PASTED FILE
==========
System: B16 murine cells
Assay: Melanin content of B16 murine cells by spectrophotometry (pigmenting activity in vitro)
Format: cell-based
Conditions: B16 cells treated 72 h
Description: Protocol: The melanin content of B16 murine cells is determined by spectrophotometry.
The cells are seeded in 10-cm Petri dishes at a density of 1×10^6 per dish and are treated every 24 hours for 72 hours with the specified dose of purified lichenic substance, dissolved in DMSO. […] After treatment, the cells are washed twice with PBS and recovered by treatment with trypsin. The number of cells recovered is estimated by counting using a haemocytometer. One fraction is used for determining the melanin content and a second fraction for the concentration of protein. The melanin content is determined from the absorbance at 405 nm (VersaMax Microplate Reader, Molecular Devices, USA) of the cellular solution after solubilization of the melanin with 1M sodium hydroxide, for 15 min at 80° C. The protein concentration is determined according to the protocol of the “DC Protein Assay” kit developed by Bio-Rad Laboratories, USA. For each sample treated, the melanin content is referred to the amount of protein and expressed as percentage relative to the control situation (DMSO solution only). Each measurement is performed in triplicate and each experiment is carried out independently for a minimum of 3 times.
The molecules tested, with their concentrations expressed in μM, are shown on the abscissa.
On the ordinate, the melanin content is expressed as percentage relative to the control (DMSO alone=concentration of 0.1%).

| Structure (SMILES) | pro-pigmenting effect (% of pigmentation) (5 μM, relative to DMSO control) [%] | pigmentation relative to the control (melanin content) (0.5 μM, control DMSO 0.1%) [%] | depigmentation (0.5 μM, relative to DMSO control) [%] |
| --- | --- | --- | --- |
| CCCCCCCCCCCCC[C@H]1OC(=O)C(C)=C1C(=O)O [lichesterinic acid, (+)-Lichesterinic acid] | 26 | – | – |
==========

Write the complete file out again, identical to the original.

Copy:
System: B16 murine cells
Assay: Melanin content of B16 murine cells by spectrophotometry (pigmenting activity in vitro)
Format: cell-based
Conditions: B16 cells treated 72 h
Description: Protocol: The melanin content of B16 murine cells is determined by spectrophotometry.
The cells are seeded in 10-cm Petri dishes at a density of 1×10^6 per dish and are treated every 24 hours for 72 hours with the specified dose of purified lichenic substance, dissolved in DMSO. […] After treatment, the cells are washed twice with PBS and recovered by treatment with trypsin. The number of cells recovered is estimated by counting using a haemocytometer. One fraction is used for determining the melanin content and a second fraction for the concentration of protein. The melanin content is determined from the absorbance at 405 nm (VersaMax Microplate Reader, Molecular Devices, USA) of the cellular solution after solubilization of the melanin with 1M sodium hydroxide, for 15 min at 80° C. The protein concentration is determined according to the protocol of the “DC Protein Assay” kit developed by Bio-Rad Laboratories, USA. For each sample treated, the melanin content is referred to the amount of protein and expressed as percentage relative to the control situation (DMSO solution only). Each measurement is performed in triplicate and each experiment is carried out independently for a minimum of 3 times.
The molecules tested, with their concentrations expressed in μM, are shown on the abscissa.
On the ordinate, the melanin content is expressed as percentage relative to the control (DMSO alone=concentration of 0.1%).

| Structure (SMILES) | pro-pigmenting effect (% of pigmentation) (5 μM, relative to DMSO control) [%] | pigmentation relative to the control (melanin content) (0.5 μM, control DMSO 0.1%) [%] | depigmentation (0.5 μM, relative to DMSO control) [%] |
| --- | --- | --- | --- |
| CCCCCCCCCCCCC[C@H]1OC(=O)C(C)=C1C(=O)O [lichesterinic acid, (+)-Lichesterinic acid] | 26 | – | – |